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Unions fear massive job cuts from electricity liberalisation

Parliament approved plans to liberalise the electricity market last December

(Keystone)

Some 6,000 jobs could be lost as a result of deregulating Switzerland's electricity market, according to the Swiss Federation of Trade Unions (FTU). It warned that market reforms would also lead to fewer power companies and inflated prices.

"A rapid liberalisation of the electricity market could lead to job cuts equivalent to 30 per cent of the workforce in this sector," said Doris Schüepp, secretary-general of the public service union, a member of the FTU, on Tuesday in Bern.

The FTU warned that salaries could drop and security at production sites could be compromised. It also said a free electricity market would eventually lead to fewer power companies and inflated prices.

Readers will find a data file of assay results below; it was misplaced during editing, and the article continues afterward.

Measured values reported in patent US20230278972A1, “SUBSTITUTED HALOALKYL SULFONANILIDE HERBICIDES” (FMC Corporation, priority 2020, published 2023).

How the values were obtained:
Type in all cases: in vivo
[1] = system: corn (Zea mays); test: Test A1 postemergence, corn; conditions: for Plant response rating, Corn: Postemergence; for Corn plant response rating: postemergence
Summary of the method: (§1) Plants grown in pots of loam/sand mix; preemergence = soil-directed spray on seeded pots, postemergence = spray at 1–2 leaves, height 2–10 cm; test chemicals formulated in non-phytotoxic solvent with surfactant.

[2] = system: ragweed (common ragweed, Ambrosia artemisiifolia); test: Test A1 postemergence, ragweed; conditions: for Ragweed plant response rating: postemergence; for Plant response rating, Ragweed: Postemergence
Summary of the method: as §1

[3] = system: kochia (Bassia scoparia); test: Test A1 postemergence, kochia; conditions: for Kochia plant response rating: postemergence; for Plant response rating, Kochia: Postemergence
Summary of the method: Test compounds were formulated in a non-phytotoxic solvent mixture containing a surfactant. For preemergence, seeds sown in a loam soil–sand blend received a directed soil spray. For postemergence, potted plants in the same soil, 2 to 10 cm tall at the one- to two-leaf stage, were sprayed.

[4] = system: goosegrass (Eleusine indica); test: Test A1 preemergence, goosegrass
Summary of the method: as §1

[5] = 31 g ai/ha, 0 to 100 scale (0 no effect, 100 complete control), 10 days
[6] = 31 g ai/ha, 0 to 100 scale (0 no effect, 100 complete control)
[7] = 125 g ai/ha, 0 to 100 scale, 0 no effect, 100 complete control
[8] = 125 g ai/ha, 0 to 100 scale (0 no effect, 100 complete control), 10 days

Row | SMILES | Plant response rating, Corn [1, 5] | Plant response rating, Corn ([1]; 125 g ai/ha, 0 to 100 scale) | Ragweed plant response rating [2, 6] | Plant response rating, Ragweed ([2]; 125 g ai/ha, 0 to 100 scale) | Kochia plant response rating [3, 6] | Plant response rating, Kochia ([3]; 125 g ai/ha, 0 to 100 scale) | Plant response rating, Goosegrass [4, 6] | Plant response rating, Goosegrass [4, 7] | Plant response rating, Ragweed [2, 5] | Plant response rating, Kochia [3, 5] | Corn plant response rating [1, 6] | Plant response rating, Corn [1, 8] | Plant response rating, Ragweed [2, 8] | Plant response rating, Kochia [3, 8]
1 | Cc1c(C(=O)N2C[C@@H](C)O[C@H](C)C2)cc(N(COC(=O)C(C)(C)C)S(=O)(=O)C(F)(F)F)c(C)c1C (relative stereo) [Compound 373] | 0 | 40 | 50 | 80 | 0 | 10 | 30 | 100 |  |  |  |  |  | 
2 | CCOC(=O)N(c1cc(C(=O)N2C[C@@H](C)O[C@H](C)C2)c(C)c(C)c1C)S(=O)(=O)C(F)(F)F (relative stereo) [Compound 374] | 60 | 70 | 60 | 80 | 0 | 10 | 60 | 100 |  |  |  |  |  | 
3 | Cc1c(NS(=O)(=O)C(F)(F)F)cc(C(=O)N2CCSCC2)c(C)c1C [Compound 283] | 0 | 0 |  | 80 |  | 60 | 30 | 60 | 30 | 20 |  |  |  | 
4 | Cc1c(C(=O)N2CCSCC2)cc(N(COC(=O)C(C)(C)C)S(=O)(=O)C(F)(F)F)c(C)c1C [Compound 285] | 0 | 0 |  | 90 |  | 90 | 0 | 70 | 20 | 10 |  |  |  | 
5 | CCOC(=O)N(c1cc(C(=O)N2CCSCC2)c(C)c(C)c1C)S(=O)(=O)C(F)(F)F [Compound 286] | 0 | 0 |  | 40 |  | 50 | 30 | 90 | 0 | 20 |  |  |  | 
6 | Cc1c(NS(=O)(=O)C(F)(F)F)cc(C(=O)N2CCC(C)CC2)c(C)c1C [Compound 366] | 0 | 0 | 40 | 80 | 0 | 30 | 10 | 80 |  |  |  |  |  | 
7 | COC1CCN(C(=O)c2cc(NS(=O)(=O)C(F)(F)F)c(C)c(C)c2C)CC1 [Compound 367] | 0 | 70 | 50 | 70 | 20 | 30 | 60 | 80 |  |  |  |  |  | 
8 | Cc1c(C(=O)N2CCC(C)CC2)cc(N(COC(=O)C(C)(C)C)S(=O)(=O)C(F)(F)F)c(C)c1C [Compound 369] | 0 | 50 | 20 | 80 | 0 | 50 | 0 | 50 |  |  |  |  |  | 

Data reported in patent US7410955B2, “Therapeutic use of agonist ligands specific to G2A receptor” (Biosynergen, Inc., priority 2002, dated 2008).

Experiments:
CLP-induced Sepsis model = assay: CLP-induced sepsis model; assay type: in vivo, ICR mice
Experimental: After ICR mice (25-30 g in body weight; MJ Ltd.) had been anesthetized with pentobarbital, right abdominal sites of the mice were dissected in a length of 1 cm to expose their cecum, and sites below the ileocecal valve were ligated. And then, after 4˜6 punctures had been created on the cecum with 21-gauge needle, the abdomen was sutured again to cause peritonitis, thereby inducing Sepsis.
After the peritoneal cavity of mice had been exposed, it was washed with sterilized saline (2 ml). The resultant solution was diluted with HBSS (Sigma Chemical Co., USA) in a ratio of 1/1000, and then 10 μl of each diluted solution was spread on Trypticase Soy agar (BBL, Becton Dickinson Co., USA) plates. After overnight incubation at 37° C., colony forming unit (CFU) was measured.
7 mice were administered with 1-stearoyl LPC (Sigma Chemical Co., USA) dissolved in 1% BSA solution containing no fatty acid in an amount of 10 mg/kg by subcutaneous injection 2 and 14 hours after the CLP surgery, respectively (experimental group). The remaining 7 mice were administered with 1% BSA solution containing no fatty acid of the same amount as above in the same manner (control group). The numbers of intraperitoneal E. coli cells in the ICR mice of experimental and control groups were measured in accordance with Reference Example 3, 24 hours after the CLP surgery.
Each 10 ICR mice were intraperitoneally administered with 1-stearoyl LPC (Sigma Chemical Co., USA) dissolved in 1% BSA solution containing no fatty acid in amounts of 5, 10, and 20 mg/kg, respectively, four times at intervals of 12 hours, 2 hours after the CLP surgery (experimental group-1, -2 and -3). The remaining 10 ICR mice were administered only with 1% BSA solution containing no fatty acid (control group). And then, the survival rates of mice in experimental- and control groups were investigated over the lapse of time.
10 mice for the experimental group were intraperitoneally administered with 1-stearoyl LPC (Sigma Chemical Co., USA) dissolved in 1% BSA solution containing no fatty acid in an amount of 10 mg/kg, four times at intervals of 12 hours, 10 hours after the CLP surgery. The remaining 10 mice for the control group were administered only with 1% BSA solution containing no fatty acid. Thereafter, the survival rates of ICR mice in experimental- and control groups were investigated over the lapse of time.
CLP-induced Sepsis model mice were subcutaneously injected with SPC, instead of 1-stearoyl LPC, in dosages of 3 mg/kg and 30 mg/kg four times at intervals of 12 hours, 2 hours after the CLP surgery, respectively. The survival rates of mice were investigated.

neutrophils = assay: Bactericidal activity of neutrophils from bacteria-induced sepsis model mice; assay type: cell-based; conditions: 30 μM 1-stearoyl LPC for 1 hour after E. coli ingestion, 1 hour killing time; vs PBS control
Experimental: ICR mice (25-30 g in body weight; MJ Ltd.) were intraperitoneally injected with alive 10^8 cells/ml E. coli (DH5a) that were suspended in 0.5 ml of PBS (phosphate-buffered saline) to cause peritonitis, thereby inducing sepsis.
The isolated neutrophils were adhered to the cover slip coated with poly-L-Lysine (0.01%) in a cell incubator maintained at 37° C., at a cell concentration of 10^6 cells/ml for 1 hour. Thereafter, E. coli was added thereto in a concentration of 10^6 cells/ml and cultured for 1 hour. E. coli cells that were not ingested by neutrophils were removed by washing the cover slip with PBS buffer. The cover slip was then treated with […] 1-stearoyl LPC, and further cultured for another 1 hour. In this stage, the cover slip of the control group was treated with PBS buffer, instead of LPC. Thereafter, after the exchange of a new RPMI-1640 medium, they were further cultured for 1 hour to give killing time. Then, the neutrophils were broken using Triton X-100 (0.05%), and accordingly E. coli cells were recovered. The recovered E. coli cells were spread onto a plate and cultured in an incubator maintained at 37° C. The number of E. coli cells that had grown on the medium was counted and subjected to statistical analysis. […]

"Powerful concerns will be able to dictate market rules and set overblown prices," said Serge Gaillard, secretary-general of the federation.

The federation has called for liberalisation to be scrapped, and is backing a referendum against a new law to progressively open the market.

The referendum, originally planned for December, has been put on the backburner by the federal government until next year. The authorities say they are waiting for the details to be worked out before putting the law to a popular vote.

For the FTU, the government's decision to delay the vote is a sign of increasing uneasiness about deregulation.

Voters in canton Zurich, for example, recently turned down a proposal to liberalise their local power companies.

"Most citizens in canton Zurich consider it useless to spend their time choosing a power supplier if their electricity bill is more expensive at the end of the day," said Paul Rechsteiner, president of the FTU.

Parliament approved plans to liberalise the electricity market last December. Under the proposals, the market would be totally deregulated after six years. However, heavy users of electricity, such as businesses, would be able to choose their power supplier as soon as the law goes into effect.

swissinfo with agencies

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